Thursday, May 24, 2012

The Sound You Hear is New York State Sucking...

I recently received a decree from New York State demanding that I pay them over one thousand dollars in taxes, interest, and penalties for tax year 2008. I couldn’t figure out from this decree why the state was demanding this pound of flesh. It seemed to me they were claiming that I had made some $17,000 dollars in salary in 2008 than I actually did. Only after a lot of research and lot of contacting of politicians and New York State Tax and Finance Department (NYSTF) bureaucrats did I learn, and this from a kindly tax accountant in the bowels of the NYSTF I talked to by phone (the NYSTF online service is next to useless), finding kindly bureaucrats in the NYSTF bureaucracy, by the way, is not an easy task, did I discover that I, someone who had never made a mistake in forty previous years of submitting taxes, had been making a mistake on my tax forms for several years. I immediately amended my tax forms for 2008, 2009, 2010 and paid the tax amounts I calculated I owed. But that, of course, was not the end of it. Now I am now experiencing the joys associated with the nonchalant and arbitrary ways the NYSTF Department really works.

I believe I should not be held liable for interest (NY State, by the way, does not calculate interest the way the Fed does and banks do, no, they have their own little method for calculating interest on taxpayers taxes) and penalties NYSTF charges as a result of the mistakes I made on my 2008, 2009, 2010, and 2011 tax forms. In fact, I think I should be refunded the monies I paid to the state for my mistakes and I think that I should be allowed to keep a cheque for the incorrect refund amount New York State recently sent me for 2011 AFTER I had amended my return on 12 April. The reasons are two.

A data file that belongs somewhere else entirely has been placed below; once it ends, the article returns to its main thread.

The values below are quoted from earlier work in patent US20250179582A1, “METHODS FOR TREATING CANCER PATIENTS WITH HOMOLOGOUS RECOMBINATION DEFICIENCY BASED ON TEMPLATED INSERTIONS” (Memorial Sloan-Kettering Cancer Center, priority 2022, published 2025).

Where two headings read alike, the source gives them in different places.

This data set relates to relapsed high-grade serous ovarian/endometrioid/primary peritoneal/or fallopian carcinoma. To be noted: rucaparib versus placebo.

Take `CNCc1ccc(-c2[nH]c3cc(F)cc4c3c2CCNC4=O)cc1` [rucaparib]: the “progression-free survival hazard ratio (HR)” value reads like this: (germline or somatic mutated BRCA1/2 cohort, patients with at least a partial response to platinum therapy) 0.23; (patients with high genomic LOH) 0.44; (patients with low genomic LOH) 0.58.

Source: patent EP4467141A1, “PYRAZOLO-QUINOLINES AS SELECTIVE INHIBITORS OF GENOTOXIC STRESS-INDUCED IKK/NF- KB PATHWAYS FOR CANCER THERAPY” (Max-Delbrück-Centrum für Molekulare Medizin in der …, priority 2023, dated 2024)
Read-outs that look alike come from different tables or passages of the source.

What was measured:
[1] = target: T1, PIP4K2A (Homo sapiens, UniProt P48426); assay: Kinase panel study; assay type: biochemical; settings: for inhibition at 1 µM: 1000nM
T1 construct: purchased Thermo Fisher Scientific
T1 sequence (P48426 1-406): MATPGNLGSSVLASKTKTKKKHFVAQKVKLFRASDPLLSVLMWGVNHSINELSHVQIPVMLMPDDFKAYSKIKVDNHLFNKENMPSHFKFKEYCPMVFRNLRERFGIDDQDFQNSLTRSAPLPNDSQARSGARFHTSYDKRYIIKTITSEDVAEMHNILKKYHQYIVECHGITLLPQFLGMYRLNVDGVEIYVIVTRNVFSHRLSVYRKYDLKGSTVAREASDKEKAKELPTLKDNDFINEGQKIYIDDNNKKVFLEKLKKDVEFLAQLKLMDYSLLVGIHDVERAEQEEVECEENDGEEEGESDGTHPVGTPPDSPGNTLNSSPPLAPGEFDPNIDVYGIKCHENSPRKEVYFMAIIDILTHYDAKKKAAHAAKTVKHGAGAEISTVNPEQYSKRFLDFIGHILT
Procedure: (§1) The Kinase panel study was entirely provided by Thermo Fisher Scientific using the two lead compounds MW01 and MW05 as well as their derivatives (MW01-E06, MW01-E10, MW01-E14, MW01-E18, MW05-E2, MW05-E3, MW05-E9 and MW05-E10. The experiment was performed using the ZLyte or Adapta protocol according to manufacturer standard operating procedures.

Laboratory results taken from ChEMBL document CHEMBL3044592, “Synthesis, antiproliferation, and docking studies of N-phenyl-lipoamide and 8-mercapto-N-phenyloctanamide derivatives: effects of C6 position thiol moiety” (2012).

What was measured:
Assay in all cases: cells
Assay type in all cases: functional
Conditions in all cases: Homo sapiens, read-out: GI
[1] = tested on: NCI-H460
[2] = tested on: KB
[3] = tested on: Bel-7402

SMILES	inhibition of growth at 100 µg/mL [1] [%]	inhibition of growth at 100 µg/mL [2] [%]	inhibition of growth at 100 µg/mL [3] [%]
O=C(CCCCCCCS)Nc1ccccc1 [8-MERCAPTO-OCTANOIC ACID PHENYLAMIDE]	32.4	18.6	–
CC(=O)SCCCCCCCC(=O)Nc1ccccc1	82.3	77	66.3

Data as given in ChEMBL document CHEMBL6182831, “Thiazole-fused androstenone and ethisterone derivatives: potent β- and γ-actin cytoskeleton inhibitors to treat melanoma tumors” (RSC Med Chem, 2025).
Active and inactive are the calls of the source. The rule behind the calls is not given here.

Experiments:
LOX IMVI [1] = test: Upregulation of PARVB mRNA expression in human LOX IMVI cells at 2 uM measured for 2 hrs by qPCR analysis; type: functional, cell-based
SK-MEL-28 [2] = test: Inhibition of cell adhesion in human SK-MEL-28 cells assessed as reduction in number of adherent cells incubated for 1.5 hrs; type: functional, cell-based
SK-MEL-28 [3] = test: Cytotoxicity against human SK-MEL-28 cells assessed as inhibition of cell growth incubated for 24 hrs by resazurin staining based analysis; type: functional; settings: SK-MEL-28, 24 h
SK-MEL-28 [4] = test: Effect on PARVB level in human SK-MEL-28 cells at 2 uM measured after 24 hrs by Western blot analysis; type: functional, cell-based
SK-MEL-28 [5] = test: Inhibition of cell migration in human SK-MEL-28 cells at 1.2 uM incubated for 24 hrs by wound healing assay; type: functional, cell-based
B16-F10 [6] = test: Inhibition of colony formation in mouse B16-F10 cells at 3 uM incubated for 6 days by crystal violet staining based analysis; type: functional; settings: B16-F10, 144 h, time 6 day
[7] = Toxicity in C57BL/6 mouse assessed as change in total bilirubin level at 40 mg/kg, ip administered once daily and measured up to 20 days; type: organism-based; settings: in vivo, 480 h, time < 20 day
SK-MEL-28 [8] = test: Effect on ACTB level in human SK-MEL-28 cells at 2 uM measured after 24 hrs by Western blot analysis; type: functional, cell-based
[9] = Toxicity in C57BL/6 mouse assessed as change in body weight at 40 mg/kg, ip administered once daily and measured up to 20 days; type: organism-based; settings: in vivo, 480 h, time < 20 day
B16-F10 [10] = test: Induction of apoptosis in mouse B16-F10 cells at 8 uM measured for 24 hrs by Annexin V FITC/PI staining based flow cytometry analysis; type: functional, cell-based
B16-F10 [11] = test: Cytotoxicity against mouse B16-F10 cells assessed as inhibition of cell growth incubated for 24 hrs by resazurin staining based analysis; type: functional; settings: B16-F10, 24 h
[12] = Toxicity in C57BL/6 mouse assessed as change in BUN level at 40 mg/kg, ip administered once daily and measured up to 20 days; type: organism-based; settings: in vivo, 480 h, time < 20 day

First there's semantics. The line in question, the line that refers to “federal deductions”, says “federal deductions”. I took this phrase on line 10 of IT 150 and line 17 of IT 201 literally and put my and my wife’s federal standardised deductions on those lines. Why, the tax department asked and you, dear unreaders, may ask did I not look at the instructions for those lines? I didn’t think I needed to. I only go to the instructions when the line in question is unclear. This line did not seem unclear to me whatsoever. It asked for “federal deductions” and that is what I put on those lines. It is my contention that if the New York State Tax and Finance Department (NYSTF) wanted only federal itemized deductions in that box that is what they should have asked for.

I would, by the way, be interested in knowing how many other taxpayers have made the same mistake I did. I suspect that the reason the NYSTF has added a box at the top of the new tax form asking if taxpayers itemized deductions suggests that I am not alone in making this error. And if I am not alone this alone should be reason enough for NYSTF to clarify NYS tax forms and change the phrase on the forms from “federal deductions” to “federal itemized deductions”. I am not, as you can imagine dear unreaders, holding my breath waiting for this to happen.